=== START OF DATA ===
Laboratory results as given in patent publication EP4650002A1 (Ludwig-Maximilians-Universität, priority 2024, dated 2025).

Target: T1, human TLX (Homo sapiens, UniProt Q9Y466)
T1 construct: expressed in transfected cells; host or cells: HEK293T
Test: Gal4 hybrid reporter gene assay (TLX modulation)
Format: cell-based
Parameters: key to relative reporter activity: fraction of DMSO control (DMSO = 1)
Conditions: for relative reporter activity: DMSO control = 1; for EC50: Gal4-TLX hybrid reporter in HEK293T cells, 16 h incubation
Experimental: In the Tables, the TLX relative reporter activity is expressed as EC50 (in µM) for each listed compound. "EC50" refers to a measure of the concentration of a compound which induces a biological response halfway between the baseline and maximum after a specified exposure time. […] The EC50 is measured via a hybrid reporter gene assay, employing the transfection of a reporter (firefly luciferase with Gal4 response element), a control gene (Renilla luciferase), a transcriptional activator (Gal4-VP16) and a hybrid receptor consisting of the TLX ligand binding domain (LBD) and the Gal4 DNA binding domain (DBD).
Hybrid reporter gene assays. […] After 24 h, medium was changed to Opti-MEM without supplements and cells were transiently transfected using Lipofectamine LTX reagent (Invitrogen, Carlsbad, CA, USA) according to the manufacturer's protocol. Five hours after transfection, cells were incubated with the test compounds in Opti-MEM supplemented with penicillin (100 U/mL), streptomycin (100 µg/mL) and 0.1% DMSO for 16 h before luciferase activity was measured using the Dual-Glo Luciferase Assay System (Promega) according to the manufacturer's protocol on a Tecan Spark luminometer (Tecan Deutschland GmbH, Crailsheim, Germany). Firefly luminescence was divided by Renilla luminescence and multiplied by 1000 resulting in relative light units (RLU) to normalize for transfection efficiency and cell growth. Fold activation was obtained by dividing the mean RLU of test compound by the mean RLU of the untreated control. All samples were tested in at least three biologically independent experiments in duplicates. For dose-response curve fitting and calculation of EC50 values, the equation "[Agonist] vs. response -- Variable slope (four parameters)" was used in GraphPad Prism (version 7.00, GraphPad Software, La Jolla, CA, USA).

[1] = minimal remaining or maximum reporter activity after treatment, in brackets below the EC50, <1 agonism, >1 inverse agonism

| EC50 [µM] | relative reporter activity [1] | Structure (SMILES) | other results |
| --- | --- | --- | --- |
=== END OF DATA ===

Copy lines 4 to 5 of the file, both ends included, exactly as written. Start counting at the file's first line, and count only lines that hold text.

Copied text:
Test: Gal4 hybrid reporter gene assay (TLX modulation)
Format: cell-based